Fluorescent Microscope Images as Art

One of the faculties at the university I work for is running an ‘Art in Science’ competition this year. Competitions such as these are becoming increasingly common, inviting researchers to submit images they’ve made during their daily research activities. Despite accepting work in all types of media, most often the images are made through photography of some means, whether it be confocal microscopy or photographs of experimental set-ups. The competition being run here is no different, challenging researchers “to look for aesthetic beauty in their experimental work, ranging from fantastic fluorescent images of the cell to photography of science in action within the laboratory.”

These types of competition have always intrigued me. At first I thought they were exactly the sort of competition that suited me, being an artist working in science. During my PhD I made a small oil painting about the proteins I was working on, which failed miserably both as a scientific image and as a piece of aesthetic beauty – I’ve written about this piece previously, in Multimedia Diagrams.

I don’t produce images in my research, unless you include western blots, which as images are black or grey horizontal bands of varying thickness on a pale grey or white background. I have dabbled in fluorescent microscopy – my finest example is shown below: beautifully composed images, good contrast and resolution, yet a wonderfully negative result. In this case the null hypothesis was proven to be correct: there is no difference in the localisation in cells between a particular cell surface receptor and a mutant version of interest.

Comparison of the cellular localisation of a cell surface receptor (‘wild-type’) and the same receptor with a single amino acid substitution (‘mutant’). Cells were stimulated with an appropriate agonist (drug, broadly speaking), or unstimulated, then permeabilised to permit entry of the antibody for detection of the receptor, or unpermeabilsed. The final two images show that the receptor is taken into the cell in response to stimulation. No difference was observed between the wild-type and mutant receptors.

Art for me should be thought-provoking and give the viewer insight into the world that they weren’t already aware of: it should speak to the viewer on some level. All it asks in return is a little time for contemplation and consideration. Wiktionary gives a wide range of definitions of ‘art’, and includes a quote from Alexander Brouwer, who defines visual art as the “deliberate or conscious arrangement or creation of elements like colours, forms, movements, sounds, objects or other elements that produce a graphic or plastic whole that expresses thoughts, ideas or visions of the artist” (Extended Essay on Visual Art, 2009). He also acknowledges that visual art holds “a subjective understanding or perception of the viewer.” The experience of being an observer is as important in the artwork as the artist’s experience of making the work.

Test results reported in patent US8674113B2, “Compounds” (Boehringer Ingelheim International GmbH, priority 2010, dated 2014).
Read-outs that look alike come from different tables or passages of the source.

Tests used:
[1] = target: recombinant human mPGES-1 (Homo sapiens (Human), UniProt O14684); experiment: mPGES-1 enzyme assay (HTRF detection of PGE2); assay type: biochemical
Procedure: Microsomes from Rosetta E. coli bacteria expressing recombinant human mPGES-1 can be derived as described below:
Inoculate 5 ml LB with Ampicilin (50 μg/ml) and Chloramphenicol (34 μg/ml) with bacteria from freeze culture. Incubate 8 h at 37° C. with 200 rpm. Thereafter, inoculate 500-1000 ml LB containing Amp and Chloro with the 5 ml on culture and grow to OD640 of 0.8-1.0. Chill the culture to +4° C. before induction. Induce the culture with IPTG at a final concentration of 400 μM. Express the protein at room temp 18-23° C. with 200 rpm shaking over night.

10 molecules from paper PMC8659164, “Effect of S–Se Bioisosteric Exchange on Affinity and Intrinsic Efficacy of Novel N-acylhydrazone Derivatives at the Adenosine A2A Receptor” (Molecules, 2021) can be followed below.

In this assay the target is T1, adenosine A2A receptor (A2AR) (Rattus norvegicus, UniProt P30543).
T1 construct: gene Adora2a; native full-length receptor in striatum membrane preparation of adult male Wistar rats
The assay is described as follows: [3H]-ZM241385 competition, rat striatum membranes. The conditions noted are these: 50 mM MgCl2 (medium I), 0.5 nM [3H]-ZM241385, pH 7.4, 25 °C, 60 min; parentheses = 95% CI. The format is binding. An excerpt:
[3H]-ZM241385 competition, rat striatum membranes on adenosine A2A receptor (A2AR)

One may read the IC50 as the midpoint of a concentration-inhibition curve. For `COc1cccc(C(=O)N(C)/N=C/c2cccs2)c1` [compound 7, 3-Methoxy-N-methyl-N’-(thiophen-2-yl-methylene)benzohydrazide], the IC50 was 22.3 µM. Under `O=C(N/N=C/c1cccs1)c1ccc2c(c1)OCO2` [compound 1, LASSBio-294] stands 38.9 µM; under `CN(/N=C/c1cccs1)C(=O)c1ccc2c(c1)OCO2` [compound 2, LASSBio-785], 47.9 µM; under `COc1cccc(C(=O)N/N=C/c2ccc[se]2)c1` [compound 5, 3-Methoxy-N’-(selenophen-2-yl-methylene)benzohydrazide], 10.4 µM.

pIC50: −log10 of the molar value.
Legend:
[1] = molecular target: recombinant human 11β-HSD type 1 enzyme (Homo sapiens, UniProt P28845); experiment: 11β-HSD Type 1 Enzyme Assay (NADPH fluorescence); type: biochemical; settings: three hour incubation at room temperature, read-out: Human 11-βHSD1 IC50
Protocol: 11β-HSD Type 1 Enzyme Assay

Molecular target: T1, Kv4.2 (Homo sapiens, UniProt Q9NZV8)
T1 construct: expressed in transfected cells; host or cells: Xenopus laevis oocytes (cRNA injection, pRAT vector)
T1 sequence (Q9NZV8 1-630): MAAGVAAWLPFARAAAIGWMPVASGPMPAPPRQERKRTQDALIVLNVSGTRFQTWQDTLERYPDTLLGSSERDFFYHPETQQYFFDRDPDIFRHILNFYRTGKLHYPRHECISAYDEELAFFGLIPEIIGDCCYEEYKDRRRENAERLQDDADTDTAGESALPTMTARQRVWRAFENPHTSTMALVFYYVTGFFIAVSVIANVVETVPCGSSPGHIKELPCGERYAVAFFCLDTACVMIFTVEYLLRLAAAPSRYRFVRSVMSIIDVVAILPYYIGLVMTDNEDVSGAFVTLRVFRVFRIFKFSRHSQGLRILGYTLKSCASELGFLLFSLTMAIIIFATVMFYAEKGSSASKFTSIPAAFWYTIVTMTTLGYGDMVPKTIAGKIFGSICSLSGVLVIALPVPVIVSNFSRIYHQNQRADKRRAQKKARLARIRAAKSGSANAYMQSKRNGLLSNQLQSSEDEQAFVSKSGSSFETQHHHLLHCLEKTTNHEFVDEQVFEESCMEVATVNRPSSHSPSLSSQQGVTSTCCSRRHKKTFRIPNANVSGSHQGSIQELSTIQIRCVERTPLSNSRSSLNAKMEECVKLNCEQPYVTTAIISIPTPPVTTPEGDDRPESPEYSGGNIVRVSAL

The premise of the ‘Scientific Images as Art’ competitions is that the images submitted should have been made whilst doing science, that is to say they are not made as ‘art’. The focus of the image may centre around a particular component, maybe giving the image a less visually appealing or balanced composition. The image may have been made for a scientific paper to illustrate a key finding, or indeed as one piece of data in a large dataset to be quantified and presented in a different format, such as a graph. I wonder, can an image made or taken as part of a scientific enquiry also have an intentional aesthetic quality, allowing it to be viewed as art in its own right? Can an image produced for a scientific audience also appeal to an audience in a different context, such as in an art exhibition?

In my own experience of making the images shown above, I certainly noted a difference in my approach. My tendency is to default to having my artist’s hat on, my eye drawn to aesthetically-pleasing cells, rather than those expressing reasonable amounts of my protein of interest. Having said that, the more I look at the cells above, particularly the first six, taken for ‘scientific’ reasons, the more interesting each becomes. Each sharp green ring takes on a form of its own – the outline of a small organism or perhaps a cloud with sunlight peeking from behind.

These types of fluorescent green-on-black images are so iconic for cell biologists, I wondered how the image would change if the colours were different. Here, I’ve merely inverted the colours using Photoshop. The image now begins to speak for itself. It’s no longer ‘about’ the expression of a cell surface receptor, but instead becomes whatever the mind of the viewer makes it.

Confocal fluorescent microscopy image of a single HEK-293 cell, stained for an over-expressed cell surface receptor. The colours have been inverted using Adobe Photoshop.

Researchers in the Faculty of Medical and Veterinary Sciences at the University of Bristol, UK, can submit their images and films for The Art of Science 2012 competition until 4pm on Friday, 2nd November.

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